Summary and Info
I wrote up a long, detailed breakdown of the failures of this book on my blog at [....], but here's the short version.The book needs a few things to be successful, especially in light of the new crop of Cocoa developers coming around thanks to the iPhone. Most start with the definitiveCocoa(R) Programming for Mac(R) OS X (3rd Edition) by Aaron Hillegass and move on to learn about specific framework technologies. As such, certain stylistic and programming conventions that have come to represent "Cocoa programming best-practices" are not adhered to at all. Sample projects are lazy in scope, despite the author's stated intention to "spark our imagination." Sample code is often full of ivars and methods that aren't even used in the project. No memory management seems to be used at all. Code fluctuates between using "traditional" bracket notation and dot notation from project to project. And I could go on...The author's writing is incredibly redundant, and the book could use an editor who isn't afraid to slash and burn. There are long passages that say nothing, and certain concepts and statements that come up again and again. Where on the one hand the author wants us to feel free to make "gaudy" things to learn how to integrate Core Animation into the future of interface design, he spends the better part of the book warning us against doing exactly that. He seems truly terrified that he's unlocking Pandora's Box upon the development community and will be personally held responsible if things start going wrong in Cocoa projects from now, forward. I humbly suggest this isn't the author's role in my life as a developer.Perhaps my biggest beef with the book is that its target audience is ill-defined. It is definitely not an introduction to Cocoa, but it also tries too hard to hold the hand of more experienced developers. So its too easy for those with Cocoa experience, but too hard for those without experience. I would really love to see this book re-imagined as a logical next-step from the Hillegass book and dig in deeply to Core Animation. Develop three or four deep, original projects, explain the code development in detail, build on the best-practices Hillegass teaches, and cater exclusively to a development community that understands Objective-C and how to use the Cocoa frameworks without fear.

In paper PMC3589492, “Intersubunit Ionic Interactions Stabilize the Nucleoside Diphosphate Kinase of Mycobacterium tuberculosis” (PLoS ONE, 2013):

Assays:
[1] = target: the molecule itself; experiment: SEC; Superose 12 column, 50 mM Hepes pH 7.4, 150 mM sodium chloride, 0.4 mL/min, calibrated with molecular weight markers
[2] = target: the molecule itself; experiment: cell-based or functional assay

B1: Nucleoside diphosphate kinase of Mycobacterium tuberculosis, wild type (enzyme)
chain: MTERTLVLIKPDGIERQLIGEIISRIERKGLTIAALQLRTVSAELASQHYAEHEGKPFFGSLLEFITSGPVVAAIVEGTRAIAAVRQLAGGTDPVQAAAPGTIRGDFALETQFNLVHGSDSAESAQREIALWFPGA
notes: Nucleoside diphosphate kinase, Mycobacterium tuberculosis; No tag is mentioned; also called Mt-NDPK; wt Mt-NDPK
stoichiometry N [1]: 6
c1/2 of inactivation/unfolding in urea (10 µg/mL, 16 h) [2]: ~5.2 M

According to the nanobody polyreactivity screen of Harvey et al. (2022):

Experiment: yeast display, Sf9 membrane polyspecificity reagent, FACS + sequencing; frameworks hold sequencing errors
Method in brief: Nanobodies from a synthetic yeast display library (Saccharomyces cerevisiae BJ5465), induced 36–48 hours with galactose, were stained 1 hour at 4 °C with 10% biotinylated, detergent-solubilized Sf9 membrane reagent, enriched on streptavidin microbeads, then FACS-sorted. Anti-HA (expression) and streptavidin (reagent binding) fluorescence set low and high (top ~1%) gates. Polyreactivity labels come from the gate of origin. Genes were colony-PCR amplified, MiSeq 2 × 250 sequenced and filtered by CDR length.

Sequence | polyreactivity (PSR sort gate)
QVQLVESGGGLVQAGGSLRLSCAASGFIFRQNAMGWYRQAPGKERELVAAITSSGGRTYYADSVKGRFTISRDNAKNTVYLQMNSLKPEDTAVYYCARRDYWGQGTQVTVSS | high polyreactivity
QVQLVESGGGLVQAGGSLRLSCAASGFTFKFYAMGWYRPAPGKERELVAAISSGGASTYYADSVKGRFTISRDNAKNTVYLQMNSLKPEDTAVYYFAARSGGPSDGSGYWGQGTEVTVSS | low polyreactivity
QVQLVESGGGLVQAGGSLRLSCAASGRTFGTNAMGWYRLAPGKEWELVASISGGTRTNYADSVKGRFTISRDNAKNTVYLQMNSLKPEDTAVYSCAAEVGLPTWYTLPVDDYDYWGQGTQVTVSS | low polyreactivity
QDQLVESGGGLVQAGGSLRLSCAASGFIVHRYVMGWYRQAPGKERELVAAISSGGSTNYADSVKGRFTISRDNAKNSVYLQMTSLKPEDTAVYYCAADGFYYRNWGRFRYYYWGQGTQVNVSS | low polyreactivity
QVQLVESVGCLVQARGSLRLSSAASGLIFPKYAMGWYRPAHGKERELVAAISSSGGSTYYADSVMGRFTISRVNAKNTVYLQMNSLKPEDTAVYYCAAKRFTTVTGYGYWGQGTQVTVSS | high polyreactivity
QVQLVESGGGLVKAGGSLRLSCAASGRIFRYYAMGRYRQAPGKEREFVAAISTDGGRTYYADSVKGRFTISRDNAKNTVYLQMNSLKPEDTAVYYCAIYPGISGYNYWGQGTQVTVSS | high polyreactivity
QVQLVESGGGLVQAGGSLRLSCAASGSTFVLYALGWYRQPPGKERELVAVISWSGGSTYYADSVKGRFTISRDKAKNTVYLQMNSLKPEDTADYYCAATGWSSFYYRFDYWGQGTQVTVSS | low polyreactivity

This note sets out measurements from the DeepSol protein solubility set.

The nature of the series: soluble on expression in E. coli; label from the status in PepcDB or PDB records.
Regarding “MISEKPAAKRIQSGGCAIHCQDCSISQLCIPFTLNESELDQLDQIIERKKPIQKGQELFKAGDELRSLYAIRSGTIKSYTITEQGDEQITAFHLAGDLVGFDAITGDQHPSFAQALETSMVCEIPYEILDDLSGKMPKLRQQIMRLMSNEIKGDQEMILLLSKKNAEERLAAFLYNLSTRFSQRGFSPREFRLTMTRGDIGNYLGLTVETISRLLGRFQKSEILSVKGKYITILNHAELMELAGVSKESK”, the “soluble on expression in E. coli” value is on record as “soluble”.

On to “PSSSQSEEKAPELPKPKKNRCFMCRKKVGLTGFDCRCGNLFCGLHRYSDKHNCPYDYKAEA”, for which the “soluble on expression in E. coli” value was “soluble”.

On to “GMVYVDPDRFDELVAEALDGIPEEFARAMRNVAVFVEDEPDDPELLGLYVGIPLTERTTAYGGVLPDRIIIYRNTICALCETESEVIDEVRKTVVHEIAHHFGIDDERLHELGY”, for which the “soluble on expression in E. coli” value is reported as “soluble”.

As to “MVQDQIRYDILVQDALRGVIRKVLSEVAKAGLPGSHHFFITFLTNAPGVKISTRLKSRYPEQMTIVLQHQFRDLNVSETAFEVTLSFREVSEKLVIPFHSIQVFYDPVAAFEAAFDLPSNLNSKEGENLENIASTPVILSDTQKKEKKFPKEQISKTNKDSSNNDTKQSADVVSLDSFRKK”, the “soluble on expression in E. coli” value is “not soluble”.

More About the Author
William McGarvey "Bullet Bill" Dudley (December 24, 1921 – February 4, 2010) was a professional American football player in the National Football League for the Pittsburgh Steelers, Detroit Lions, and Washington Redskins.
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